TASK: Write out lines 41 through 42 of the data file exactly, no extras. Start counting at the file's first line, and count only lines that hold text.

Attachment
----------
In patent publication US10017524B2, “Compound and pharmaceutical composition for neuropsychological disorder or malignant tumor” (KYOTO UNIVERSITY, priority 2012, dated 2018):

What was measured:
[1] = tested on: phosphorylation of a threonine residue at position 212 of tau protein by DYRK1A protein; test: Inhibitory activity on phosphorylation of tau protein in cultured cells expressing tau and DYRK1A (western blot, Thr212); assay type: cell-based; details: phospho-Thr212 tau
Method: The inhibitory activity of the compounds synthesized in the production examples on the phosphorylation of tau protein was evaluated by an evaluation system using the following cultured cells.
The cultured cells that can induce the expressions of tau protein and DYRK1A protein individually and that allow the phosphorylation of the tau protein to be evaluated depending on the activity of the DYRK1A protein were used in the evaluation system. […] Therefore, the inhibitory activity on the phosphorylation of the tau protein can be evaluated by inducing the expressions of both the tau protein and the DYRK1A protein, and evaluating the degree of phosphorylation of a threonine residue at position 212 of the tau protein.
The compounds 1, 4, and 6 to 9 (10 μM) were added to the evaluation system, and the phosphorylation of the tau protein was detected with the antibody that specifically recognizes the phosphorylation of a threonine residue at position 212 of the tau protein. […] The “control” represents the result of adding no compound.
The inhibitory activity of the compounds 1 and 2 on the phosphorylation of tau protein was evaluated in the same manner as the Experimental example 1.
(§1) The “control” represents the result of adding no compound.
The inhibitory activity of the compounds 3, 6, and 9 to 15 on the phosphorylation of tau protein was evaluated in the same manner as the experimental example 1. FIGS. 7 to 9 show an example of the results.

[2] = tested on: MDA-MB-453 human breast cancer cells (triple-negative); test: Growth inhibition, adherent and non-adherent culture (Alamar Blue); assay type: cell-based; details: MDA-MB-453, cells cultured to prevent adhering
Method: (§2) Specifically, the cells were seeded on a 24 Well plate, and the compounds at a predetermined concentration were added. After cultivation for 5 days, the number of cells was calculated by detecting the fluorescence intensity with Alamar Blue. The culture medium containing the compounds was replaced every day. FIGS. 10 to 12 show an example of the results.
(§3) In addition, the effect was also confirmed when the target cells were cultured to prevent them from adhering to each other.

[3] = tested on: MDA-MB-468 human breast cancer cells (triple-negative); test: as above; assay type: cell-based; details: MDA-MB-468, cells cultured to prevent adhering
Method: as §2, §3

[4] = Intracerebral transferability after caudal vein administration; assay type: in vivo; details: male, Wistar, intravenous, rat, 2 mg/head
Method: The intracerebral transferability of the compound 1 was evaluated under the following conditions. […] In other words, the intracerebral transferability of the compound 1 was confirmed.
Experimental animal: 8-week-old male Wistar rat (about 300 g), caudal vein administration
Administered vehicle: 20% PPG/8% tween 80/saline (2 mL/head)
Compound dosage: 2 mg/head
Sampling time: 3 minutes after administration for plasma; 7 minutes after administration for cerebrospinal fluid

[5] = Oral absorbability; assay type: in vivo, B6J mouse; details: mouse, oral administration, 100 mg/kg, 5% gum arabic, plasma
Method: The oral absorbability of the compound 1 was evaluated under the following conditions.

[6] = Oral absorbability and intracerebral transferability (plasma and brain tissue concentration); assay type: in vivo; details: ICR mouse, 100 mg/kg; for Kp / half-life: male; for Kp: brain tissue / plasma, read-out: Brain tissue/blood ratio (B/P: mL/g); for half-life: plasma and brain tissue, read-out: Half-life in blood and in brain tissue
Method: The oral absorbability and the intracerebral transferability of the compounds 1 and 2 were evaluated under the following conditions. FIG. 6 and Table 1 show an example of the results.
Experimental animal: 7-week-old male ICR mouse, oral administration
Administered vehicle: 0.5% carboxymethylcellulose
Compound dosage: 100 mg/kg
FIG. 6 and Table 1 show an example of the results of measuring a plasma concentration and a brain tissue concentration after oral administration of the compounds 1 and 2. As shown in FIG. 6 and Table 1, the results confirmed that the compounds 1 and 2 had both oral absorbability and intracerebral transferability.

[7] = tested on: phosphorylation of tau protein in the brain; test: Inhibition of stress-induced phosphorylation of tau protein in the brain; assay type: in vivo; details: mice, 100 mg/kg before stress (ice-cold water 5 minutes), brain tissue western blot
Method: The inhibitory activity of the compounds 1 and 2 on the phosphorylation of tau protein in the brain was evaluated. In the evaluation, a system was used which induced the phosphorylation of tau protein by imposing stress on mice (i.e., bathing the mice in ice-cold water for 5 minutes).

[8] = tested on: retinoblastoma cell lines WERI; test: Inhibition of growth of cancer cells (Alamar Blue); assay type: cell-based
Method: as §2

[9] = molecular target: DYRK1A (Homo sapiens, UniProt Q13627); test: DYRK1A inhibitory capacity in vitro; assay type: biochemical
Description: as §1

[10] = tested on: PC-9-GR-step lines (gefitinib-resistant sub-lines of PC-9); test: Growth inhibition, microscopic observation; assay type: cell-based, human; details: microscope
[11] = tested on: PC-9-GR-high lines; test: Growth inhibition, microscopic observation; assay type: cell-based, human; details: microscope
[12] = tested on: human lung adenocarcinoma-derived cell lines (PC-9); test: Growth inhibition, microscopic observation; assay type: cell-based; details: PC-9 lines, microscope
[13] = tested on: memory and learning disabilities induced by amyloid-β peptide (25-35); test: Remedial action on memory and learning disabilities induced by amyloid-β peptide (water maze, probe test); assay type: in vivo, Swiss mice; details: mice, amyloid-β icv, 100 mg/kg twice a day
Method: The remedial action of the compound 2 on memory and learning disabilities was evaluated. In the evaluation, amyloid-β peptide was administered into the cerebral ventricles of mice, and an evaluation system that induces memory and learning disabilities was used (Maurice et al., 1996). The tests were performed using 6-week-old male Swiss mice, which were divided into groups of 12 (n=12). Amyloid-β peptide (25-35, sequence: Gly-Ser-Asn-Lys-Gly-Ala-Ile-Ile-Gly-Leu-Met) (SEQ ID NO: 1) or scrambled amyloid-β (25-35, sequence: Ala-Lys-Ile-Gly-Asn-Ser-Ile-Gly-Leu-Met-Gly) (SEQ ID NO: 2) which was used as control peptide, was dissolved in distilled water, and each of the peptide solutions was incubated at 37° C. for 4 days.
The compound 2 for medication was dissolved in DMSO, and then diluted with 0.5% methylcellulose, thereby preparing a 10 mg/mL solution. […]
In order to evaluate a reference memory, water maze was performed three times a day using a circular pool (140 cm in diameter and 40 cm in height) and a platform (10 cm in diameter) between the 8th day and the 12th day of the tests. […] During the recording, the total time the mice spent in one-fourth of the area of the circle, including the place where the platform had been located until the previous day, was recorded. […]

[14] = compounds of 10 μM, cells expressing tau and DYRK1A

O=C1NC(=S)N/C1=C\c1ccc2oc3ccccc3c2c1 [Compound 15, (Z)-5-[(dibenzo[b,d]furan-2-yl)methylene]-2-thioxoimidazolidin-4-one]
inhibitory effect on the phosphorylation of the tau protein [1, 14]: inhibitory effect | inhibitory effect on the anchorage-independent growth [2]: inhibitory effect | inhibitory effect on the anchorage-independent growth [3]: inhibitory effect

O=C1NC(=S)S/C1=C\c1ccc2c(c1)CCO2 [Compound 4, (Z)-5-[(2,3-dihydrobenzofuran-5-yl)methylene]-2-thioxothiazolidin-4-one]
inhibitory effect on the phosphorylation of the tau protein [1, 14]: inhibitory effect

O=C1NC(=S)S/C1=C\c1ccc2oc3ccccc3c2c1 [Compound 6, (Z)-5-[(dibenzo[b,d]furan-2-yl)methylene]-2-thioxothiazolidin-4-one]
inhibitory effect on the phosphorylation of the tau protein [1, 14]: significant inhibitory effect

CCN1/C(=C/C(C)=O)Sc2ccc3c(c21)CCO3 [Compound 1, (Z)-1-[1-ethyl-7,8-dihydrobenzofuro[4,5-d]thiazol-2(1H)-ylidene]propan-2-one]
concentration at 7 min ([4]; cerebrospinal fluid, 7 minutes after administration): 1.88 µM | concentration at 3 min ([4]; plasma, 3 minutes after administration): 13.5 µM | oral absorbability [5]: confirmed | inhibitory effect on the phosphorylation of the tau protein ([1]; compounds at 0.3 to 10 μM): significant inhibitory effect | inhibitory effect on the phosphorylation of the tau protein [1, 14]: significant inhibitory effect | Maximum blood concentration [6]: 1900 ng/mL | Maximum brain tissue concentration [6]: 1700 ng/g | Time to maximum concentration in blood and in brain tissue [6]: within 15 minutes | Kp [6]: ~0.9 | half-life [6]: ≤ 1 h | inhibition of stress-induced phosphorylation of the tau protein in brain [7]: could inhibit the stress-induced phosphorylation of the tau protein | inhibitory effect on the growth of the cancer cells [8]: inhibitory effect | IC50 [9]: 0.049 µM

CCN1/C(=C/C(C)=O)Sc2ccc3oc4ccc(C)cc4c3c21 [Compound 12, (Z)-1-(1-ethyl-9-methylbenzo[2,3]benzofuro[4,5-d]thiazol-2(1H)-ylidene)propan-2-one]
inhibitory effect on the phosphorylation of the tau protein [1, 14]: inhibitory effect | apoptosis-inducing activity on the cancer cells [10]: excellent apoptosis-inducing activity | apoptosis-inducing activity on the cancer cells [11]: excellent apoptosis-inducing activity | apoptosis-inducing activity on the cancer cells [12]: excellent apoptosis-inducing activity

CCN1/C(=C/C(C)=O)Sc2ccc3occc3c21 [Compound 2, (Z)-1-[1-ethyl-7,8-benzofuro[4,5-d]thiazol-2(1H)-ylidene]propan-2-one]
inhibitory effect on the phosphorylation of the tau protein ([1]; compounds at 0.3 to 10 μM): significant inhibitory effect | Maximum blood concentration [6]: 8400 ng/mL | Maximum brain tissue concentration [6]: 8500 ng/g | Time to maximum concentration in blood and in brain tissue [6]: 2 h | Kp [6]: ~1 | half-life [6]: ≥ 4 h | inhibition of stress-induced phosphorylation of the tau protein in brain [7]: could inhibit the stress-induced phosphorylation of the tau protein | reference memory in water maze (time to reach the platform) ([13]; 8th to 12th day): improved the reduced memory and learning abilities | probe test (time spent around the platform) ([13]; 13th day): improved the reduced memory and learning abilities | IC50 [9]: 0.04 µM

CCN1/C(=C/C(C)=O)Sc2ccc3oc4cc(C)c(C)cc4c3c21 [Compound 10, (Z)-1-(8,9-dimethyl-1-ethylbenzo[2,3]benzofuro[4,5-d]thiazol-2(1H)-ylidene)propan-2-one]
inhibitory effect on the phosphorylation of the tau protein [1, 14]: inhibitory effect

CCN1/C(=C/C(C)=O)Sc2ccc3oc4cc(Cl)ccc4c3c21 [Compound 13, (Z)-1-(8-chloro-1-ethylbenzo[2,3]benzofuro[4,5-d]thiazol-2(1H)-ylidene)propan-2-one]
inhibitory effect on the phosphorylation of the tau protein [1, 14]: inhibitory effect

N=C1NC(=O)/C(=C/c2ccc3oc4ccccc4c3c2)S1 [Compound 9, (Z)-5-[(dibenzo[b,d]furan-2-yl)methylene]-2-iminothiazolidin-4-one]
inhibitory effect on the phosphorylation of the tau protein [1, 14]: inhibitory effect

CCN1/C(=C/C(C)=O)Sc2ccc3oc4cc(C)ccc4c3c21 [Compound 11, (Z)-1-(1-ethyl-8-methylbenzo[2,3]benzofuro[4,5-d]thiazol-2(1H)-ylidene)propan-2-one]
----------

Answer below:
In order to evaluate a reference memory, water maze was performed three times a day using a circular pool (140 cm in diameter and 40 cm in height) and a platform (10 cm in diameter) between the 8th day and the 12th day of the tests. […] During the recording, the total time the mice spent in one-fourth of the area of the circle, including the place where the platform had been located until the previous day, was recorded. […]

[14] = compounds of 10 μM, cells expressing tau and DYRK1A